Wrapping Up a Great Workshop with Rob Liberace

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Rob with his last demo.

The next day, as everyone else was on day two of their painting, I was just beginning a new painting.  Rob finished his demo and offered anyone in the class his choice easel spot.  I took Rob up on his offer.   My new spot was almost as good as the first one I won. Today was the last day and I had the male model.  I discovered men, especially muscular men, are much harder to paint than women.  I looked around at everyone else’s work and the ones that were really good didn’t look like mine at all.  They had much more dramatic lights and darks.  I decided not to start until I had the grisaille perfect, so I repainted it three times until I felt it was just right.

Beautiful examples of a couple of student’s work.

Rob’s suggestions for the class were:

  1. If you want a feature to pop, use burnt sienna and white with a little cad orange.
  2. Painting the ribcage slumping makes for a more interesting painting.
  3. He said Rembrandt would paint big unrecognizable masses first and then he would follow up with small details to make sense and refine the painting.
  4.  Make ribs a little uneven not so parallel it makes the painting more believable.

Google Art Project

Rob also spiced up the class with a fascinating lecture on the Google Art Project,  which is a website that has high-resolution classic paintings on which you can zoom in close enough to see the actual brush strokes of the old masters’ works and if you pay enough attention, you can really get a feel for how they created their masterpieces step by step.  Rob demonstrated his points on a large screen that was hooked up to his computer.  Rob’s teaching included a large amount of art history, which is particularly interesting because Rob did not go the classic art school route, but rather went to George Washington University on a baseball scholarship.  His interest in art history has been a passion of his that he cultivated after college.

Charlie’s dad serving his home made Italian wedding soup.

Charlie Miano’s father came to class the last day bringing everyone delicious homemade Italian wedding soup for lunch.

Rob is an all-around great teacher, very positive, very intellectual and very informative.  For all the ups and downs of the workshop, I really enjoyed the instruction and how much I was able to learn.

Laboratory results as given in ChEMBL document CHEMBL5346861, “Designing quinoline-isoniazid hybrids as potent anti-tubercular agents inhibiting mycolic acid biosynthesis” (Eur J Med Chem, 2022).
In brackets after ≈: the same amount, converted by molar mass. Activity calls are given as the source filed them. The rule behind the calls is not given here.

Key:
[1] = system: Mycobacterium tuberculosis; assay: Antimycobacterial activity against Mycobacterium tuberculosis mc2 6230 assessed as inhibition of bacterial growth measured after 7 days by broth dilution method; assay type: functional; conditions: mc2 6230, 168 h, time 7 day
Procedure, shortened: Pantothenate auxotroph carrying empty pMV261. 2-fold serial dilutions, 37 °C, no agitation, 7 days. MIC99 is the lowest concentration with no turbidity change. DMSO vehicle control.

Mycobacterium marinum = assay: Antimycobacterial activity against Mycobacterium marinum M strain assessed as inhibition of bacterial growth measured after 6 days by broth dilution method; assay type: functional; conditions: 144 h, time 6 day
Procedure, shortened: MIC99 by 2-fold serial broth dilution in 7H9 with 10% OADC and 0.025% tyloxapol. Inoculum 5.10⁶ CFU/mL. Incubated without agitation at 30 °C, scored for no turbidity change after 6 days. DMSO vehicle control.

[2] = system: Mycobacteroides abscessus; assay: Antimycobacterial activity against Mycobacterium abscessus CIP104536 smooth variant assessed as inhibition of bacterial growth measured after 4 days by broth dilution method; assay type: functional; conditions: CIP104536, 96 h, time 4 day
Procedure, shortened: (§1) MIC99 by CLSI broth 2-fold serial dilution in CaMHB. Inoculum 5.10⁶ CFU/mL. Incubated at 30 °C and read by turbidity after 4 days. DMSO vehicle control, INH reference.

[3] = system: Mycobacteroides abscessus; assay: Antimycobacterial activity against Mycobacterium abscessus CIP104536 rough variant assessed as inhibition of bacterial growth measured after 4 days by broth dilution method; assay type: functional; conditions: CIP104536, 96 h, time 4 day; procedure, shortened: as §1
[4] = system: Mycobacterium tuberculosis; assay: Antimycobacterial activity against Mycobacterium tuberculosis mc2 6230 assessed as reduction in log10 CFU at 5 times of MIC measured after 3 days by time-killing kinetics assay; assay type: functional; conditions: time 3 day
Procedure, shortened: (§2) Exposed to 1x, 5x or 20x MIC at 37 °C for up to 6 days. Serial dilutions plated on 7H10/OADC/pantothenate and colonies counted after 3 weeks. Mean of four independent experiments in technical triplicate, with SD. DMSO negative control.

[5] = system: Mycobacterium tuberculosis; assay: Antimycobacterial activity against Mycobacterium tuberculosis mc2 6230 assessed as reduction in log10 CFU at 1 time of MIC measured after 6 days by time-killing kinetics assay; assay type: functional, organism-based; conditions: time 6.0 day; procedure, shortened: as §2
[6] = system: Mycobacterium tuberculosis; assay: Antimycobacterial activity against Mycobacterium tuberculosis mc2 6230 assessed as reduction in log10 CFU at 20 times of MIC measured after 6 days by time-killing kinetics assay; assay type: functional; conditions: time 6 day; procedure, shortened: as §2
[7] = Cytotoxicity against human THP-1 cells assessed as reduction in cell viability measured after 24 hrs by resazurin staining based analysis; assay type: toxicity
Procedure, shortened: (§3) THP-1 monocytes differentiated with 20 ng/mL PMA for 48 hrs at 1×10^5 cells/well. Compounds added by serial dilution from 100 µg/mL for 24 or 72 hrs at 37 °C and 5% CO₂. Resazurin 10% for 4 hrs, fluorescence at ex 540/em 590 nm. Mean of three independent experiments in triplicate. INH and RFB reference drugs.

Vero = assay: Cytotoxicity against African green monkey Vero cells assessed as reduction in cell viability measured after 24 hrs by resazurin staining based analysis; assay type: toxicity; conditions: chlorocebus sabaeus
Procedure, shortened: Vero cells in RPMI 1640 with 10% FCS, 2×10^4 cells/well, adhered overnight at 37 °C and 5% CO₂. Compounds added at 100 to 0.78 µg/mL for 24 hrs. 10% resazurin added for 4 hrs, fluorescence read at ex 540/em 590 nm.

Shelli Alford is an artist and author, who enjoys learning from master oil painters from around the world and reviewing their classes, workshops and demonstrations.

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4 Comments

  1. David Griesing

    April 8, 2013 at 7:47 am

    Two interesting pieces of information: I didnt know about the Google Art Project, which must be a wonderful resource for painters. Also loved the detail about Rembrandt going from mass to detail. Must be why his figures seem to loom out of his paintings; you can almost feel the weight. Hope you’re well! Sounds like you’re having fun.

    • Shelli Alford

      April 8, 2013 at 11:29 am

      I had no idea about Google Art Project either. I am going to try and paint a master work at the Lourve eventually and this will be a great way to practice.

  2. glenda

    April 8, 2013 at 10:39 am

    Thanks for sending the wrap-up from your last session with Rob. Little-by-little I’m learning a lot from what you share. The two student examples are quite beautiful. Wish I could give the artists a hug for capturing this woman’s beauty.

    Since Rob played collegiate baseball, I hope you will pass along an old saying former head baseball coach Cliff Gustafson (UT/Austin) was fond of using. I think it applies to painting – and to life – as much as it does to baseball: “If you’re not put out at second once in awhile, you’re not stealing base often enough.”

    Much luv,
    Aunt G

    • Shelli Alford

      April 8, 2013 at 11:26 am

      LOL. I love it!!! I will definitely pass it along! It makes me feel a lot better about my life too! The great thing about artists are, they are usually not afraid to fail; that’s why they keep progressing and succeeding!
      MWAH, Glenda

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